It’s a pretty daunting idea that a good part of 1.3 billion people will travel somewhere to visit some part of their family during this week. Travel is a huge part of Chinese New Year and it is common for shops and restaurants to close for an amount of time closely correlating to the amount of kilometers they need to travel to be with their family by Wednesday night. Some things closed a week ago, some today, some will close by noon tomorrow.
That being said train and bus travel is insane right now and I’m sure with growing populations of personal cars on the road, traffic on newly built highways will prove that it isn’t the greatest alternative (although newly added fast-track trains seem to be getting a lot of attention).
I found two interesting photo collections of travel during Chun Jie, one from Chinese media source China here and a darker (and in my opinion, more realistic) look at travel during this festive time of year here. Even though we went to Chongqing a little less than a month ago we were already starting to the crowding that happens at any transport hub during this time of year.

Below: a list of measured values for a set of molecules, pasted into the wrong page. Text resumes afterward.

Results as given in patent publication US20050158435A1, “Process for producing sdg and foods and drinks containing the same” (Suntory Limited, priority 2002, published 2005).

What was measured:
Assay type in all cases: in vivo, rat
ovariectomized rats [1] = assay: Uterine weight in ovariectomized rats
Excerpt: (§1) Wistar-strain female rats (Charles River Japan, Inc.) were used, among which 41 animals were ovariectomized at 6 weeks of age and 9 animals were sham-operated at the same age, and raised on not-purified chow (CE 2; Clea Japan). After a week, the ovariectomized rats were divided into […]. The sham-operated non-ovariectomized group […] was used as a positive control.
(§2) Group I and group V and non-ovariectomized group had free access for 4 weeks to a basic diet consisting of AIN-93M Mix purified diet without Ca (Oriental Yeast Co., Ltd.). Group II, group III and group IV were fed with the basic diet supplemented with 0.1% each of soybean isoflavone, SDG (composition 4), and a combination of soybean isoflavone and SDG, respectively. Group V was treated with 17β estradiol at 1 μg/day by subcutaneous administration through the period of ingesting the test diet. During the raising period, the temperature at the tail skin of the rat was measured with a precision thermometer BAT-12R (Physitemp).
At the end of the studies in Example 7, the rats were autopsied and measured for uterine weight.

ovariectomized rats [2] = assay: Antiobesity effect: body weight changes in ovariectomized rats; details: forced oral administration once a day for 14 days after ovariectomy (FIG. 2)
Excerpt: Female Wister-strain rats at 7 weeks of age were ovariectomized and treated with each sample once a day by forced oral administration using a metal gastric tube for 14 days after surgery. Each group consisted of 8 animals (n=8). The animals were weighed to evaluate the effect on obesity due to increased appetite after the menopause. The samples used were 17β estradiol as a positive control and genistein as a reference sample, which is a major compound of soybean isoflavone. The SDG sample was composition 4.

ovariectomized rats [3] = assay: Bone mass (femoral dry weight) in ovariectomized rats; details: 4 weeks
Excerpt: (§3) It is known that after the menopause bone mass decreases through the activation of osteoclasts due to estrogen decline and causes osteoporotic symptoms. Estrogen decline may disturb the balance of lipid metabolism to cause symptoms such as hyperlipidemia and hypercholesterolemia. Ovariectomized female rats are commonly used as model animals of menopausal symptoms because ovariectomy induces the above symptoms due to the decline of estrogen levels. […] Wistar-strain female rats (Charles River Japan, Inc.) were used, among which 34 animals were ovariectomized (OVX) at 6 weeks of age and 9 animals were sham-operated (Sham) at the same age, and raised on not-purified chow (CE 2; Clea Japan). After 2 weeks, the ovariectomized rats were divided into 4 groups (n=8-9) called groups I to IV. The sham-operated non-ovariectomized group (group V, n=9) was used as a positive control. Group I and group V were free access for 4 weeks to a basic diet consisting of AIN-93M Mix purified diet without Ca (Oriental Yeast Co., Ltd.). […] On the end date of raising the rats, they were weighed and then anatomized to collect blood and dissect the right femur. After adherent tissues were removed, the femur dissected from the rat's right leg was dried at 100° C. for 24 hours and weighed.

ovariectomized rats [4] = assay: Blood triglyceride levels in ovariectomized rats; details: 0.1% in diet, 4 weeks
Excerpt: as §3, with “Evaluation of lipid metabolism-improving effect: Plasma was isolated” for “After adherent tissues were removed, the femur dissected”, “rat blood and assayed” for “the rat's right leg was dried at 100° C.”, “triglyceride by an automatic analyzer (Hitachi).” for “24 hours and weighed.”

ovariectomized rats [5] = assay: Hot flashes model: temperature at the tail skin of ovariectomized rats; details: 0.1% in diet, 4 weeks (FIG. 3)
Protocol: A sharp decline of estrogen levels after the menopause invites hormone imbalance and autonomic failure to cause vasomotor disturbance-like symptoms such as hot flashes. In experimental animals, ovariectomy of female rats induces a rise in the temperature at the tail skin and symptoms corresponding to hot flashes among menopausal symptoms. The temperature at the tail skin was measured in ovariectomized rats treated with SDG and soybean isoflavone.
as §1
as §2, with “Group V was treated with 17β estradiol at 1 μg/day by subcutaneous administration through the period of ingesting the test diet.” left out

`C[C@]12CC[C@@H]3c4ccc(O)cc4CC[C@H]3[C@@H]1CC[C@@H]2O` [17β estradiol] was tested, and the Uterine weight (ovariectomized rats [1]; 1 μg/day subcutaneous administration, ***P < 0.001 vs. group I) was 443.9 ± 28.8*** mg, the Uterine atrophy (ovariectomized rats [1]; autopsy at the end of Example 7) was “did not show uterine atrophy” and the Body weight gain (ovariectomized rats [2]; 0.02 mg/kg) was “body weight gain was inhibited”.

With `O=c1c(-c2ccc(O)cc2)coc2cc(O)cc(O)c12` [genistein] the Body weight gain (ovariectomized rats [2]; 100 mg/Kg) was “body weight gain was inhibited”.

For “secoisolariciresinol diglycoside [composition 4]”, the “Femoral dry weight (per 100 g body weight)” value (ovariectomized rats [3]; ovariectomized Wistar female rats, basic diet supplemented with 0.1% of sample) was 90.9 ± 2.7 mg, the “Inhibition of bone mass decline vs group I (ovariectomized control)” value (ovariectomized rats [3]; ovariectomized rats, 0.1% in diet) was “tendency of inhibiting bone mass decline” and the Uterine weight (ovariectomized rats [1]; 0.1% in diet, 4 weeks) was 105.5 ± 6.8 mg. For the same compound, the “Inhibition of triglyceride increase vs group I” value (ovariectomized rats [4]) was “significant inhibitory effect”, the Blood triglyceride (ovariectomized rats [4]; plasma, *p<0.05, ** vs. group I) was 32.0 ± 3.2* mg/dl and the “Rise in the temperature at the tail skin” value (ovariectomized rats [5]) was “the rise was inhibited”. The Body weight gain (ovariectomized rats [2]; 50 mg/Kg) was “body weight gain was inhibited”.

In other news, its official, we haven’t been whining about the cold without merit. This past January was the coldest experienced in 30 years in Shanghai and I’m pretty sure we weren’t far behind.
We’re resting up, getting ready for new year’s eve. Which is also better known as the-night-in-which-China-blows-up-its-towns-and-cities-that-have-not-banned-fireworks. Phil has been feeding his excitement for pyrotechnics by buying small boxes of fireworks at every orange tent we pass. Get ready!